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Pasco Tribune

Workshop to boost school bus efficiency

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Published:   |   Updated: March 18, 2013 at 06:29 PM
LAND O' LAKES -

Figuring out how many students can ride in a 65-passenger school bus seems simple.

But the obvious answer isn't necessarily the correct one, partly because seat width and student girth don't always match, says Gary Sawyer, director of transportation for the Pasco County School District.

"Most high school students don't fit in a 13-inch seat," he said.

That tantalizing tidbit was just one of many Pasco County School Board members learned last week during a board workshop aimed at finding ways to save money by making school-bus service more efficient.

They discussed GPS units, employee retention, alternative fuels and mandatory student programs that lead to inefficient bus routes.

The discussions aren't over.

The board needs to revisit the issue at a future workshop because board member Steve Luikart presented his own lengthy report on making the transportation more budget friendly.

That report evolved from a task force Luikart headed earlier this year to explore the idea of a four-day school week. The four-day week was shelved, but the task force came up with other cost-saving suggestions.

Luikart and John Thompson, one of the task force members, delved into ways the transportation department can spend less. Luikart noted that some of the numbers he and Thompson came up with, such as those for average bus occupancy, don't jibe with what the transportation department provided to board members.

"My concern is the consistency of reporting and to make sure all the numbers are accurate," Luikart said.

One thing not in dispute: Getting children to and from schools on a daily basis is a massive operation.

Each day, 37,000 Pasco students ride a bus, which is more than half the student population. The transportation department operates 388 buses that serve 78 schools.

Sawyer said his department implemented a number of changes over the past few years aimed at shaving costs and improving efficiencies.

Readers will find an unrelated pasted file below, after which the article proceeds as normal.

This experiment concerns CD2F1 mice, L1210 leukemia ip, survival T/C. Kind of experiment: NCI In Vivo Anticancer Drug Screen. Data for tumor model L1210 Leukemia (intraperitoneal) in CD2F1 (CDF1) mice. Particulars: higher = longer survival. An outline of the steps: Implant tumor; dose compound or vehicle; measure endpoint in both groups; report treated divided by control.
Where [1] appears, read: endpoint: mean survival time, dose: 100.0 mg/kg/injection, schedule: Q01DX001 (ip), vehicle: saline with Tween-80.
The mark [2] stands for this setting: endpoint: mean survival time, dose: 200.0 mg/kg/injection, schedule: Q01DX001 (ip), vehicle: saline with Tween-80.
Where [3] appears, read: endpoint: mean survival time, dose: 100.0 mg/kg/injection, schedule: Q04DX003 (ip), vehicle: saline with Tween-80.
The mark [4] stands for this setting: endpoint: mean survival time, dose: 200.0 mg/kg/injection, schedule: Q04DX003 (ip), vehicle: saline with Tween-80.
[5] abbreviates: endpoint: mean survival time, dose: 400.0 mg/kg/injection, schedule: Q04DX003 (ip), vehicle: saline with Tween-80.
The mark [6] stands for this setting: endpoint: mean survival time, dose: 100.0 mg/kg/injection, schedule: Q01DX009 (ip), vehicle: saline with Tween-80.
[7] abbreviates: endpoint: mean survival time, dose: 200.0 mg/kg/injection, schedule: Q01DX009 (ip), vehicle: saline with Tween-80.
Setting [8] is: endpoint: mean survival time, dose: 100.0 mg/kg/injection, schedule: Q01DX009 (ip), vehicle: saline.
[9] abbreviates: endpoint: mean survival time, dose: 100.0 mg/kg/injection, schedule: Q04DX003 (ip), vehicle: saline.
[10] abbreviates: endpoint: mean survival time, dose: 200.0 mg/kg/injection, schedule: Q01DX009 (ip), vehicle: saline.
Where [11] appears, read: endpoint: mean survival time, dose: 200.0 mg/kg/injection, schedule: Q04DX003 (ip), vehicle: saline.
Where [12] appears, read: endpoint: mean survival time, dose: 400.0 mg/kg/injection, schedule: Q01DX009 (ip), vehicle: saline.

Employee retention, a problem in the past, improved markedly, he said. In the 2007-08 school year, the retention rate for newly hired bus drivers was 42 percent. By 2011-12 that improved to 82 percent.

"We believe our training program is responsible for better preparing these folks," Sawyer said.

The number of bus accidents has decreased. In 2008-09, Pasco buses were involved in 244 crashes. That number, dropping each year, was down to 145 in 2011-12.

"There is a savings in reducing the number of accidents because there's less repair involved," Sawyer said.

The last major bus purchase was in 2008 when the district bought 138 buses, Sawyer said. He said the district usually keeps a bus 10 to 12 years.

Hanging on to older vehicles saves money on the purchasing side of the equation, but comes with its own cost, Assistant Superintendent Renalia DuBose said.

"The longer we keep them, the more the maintenance cost goes up," she said.

Looking to the future, the district wants to equip buses with GPS, which could help save money, Sawyer said. Routes could be audited without the need for a staff member to ride along.

The GPS units could also be equipped with an alarm that would let headquarters know if a bus wandered outside its assigned area.

The report Luikart shared with his fellow board members concluded that Pasco isn't getting the most efficient use of its buses.

An average of 34.5 students ride a bus on any given route, which means roughly 53.5 percent of the fleetwide seating capacity is being used, the report said.

Figuring out average bus occupancy can get complicated, though, Sawyer said.

While most school buses in Pasco are 65-passenger buses, not all are. The district uses about 10 different bus sizes, ranging from 16-passenger buses to those designed for 65.

The 65-passenger buses make up 72 percent of the fleet, but they don't truly hold 65 students.

Most of the bus seats are theoretically designed for three people, but that allows just a 13-inch-wide space for each rider, Sawyer said.

That's sufficient for the typical elementary school student, but not so much for teenagers, he said.

What constitutes a "full" bus depends on who is riding and how big they are, Sawyer said. For high school students, the target number is 44. If high school and middle school students are mixed together, it's 50. Middle school only is 54 and elementary only is 62.

Another factor that affects bus occupancy is the transportation of sometimes relatively small groups of students for specific educational programs or services. Those programs include special education, McKay scholarships, International Baccalaureate, gifted, career academies, alternative schools and others.

Board member Allen Altman said empty bus seats are not a problem he hears much about.

"On my side of the county, all my complaints were about overcrowded buses and not enough seats," Altman said.


rblair@tampatrib.com (813) 371-1853 Twitter: @rblairTrib
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